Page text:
35. howie_in_az says:

    @axiomatic: Pardon them when they get a government bailout on our dimes.

  36. nedzeppelin says:

    @basket548: why gamble to make a point to some analyst?

    whatever is working for southwest, it’s working, so i wouldn’t wanna mess with it either.

  37. t325 says:

    @Ash78: The secondary airport thing doesn’t bother me one bit. I flew Southwest for the first time last week, in and out of Fort Lauderdale to get to Miami since we were taking a cruise. It worked out just as well as had we flown directly into MIA, and, being a smaller, less traffic airport, I bet I got through security quicker than if I went through MIA. Not to mention for 4 of us, we saved about $500 compared to the cheapest “legacy” carrier (which I believe was American). I enjoyed my first SWA experience and will definitely be using them again

  38. Starfury says:

    I’d love to see more rail. I’ve traveled a few times by train and it is WAY more comfortable than air travel. Sure it’s slower but maybe it’s time for the country to slow down a bit.

  39. MonkeyMonk says:

    The industry is indeed in a crisis and they seem to be doing the best they can to make that crisis worse by the week.

    Is the RIAA secretly consulting with the airline industry?

  40. @t325: The secondary airport thing doesn’t bother me one bit.

    Oh, I didn’t mean in terms of inconvenience to the passengers (heck, I live in Birmingham and Southwest gets me where I need to go 90% of the time)…I meant that they were able to save on lots of fees and delays by avoiding the major airports, by and large. They pass that savings along and it helps keep the fares down.

  41. t325 says:

    @Ash78: Ah, gotcha. I thought you meant that like it was a bad thing. I definitely liked FLL (first time using a smaller airport, although FLL isn’t really small and has service by most of the legacys, Spirit and JetBlue) compared to the larger ones I’ve flown in and out of. I did have a bit of a line at check-in, but I was through security in a couple minutes and didn’t have to haul ass across a terminal, everything was close together.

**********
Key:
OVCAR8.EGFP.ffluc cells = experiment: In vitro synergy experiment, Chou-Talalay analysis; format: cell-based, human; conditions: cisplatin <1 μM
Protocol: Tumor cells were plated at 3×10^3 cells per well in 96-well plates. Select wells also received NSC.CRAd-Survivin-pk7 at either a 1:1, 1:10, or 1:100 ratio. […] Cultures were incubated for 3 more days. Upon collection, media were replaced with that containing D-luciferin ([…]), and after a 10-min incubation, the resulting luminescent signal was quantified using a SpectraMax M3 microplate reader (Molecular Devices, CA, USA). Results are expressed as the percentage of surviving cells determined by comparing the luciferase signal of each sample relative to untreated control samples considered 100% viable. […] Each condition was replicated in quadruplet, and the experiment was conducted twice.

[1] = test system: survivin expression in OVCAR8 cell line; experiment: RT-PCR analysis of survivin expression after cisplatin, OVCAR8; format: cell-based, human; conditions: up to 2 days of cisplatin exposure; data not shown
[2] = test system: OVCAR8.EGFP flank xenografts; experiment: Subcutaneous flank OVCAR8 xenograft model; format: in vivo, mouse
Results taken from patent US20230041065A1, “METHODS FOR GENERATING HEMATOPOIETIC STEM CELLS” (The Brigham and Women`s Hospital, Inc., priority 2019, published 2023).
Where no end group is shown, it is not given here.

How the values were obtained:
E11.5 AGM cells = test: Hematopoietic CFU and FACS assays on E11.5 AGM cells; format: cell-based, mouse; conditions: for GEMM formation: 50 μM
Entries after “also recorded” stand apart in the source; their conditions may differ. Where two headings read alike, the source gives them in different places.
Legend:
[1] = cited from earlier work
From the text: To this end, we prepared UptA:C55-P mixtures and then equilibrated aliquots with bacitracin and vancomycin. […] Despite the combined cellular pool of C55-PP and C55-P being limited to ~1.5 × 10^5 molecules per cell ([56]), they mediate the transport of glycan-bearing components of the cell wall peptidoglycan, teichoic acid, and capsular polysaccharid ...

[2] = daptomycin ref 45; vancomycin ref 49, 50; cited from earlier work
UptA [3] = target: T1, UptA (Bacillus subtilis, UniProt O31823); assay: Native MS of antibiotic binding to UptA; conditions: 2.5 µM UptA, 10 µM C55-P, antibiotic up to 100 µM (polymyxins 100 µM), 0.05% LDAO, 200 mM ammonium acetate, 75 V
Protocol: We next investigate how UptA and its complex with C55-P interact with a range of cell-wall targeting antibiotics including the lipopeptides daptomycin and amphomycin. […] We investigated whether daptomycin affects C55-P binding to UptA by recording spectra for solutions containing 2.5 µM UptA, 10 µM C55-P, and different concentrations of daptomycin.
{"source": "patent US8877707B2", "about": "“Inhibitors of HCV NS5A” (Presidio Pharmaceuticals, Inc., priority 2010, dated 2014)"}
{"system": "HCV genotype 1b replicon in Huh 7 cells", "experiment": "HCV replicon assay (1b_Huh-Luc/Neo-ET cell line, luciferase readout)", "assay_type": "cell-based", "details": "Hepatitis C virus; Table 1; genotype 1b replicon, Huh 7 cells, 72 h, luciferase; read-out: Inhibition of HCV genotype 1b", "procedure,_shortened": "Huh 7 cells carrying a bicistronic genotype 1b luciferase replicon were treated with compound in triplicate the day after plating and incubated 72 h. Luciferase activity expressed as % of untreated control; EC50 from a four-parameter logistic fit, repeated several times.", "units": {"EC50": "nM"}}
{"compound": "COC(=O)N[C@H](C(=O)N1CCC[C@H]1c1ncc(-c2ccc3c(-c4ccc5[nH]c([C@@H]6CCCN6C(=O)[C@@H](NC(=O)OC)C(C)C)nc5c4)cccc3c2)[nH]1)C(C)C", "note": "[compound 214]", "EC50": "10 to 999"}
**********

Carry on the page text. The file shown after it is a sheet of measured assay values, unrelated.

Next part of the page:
42. roadapples says:

    @Trai_Dep: If I hear one more person blame Bush for when they slip on a banana peel, get over it, he is not running for President again.

  43. TechnoDestructo says:

    Aw, man…the only US airline I actually like.

  44. tricky69 says:

    In a consumerist post I mentioned that the top three airline have been mismanaged for a long time and that’s they are having a crisis. It’s the airline industry as whole it’s the top dogs with worst management. Cutting jobs and reducing capacity isn’t going to do anything unless they start managing their business better.

  45. jtheletter says:

    @nedzeppelin: It’s called cause and effect. Tell me, what were oil prices before the US invaded Iraq? And what are oil prices now? Are you trying to argue that our nation’s international policies, set by the current executives, have had no or minimal effect on fuel costs? The airlines are going dead broke right now because the costs of jet fuel have tripled or more in under a decade. Now that I’ve laid out the dots, do you at least understand how they relate? It’s not the only influence in the failure of the airline industry but it’s certainly a very, very big one.

  46. Grive says:

    @dragonfire81: And those millions are irrelevant.

    If they decide to make the symbolic gesture. Let them. If that prevents a couple layouts, all the better for them.

  47. ringo00 says:

    @HIV 2 Elway:

    Southwest is profitable now for a lot of reasons. The facts that they only operate one type of aircraft and keep expenses down is part of it. The main thing that is keeping them afloat right now is that 10 years ago they bought a boatload of fuel futures. They are getting fuel right now for about a third of market price.

  48. nedzeppelin says:

    @jtheletter: iraq does not supply oil for the world. get with the times, gas in europe has always cost many times what it does in the US, and europe continues to see the same gas cost increases we do. americans have just been spoiled for decades. oil is a GLOBAL product. both in supply and demand.
    if “iraq did it” is the reason gas has doubled in a year, then you would have us believe iraq formerly produced half the world’s oil supply, and currently produces none, neither of which is true.

    you are somewhat right about cause and effect – global demand perpetually increases, global supply remains steadily constant based on opec’s decisions, and the *effect* is more expensive oil. that is at least, one of the larger of the many reasons oil costs more, including speculation, inflation, etc.

    someone sold you a very simplistic anti-bush line when they told you “bush is the reason gas doubled!”

    airlines were going bankrupt long before the US invaded iraq.

    i guess if nobama takes over you expect to see 1.50/gal again eh?

  49. BlackFlag55 says:

    A crisis in the cost of energy really can doom the entire economy to the point of a 50 year recovery, if ever.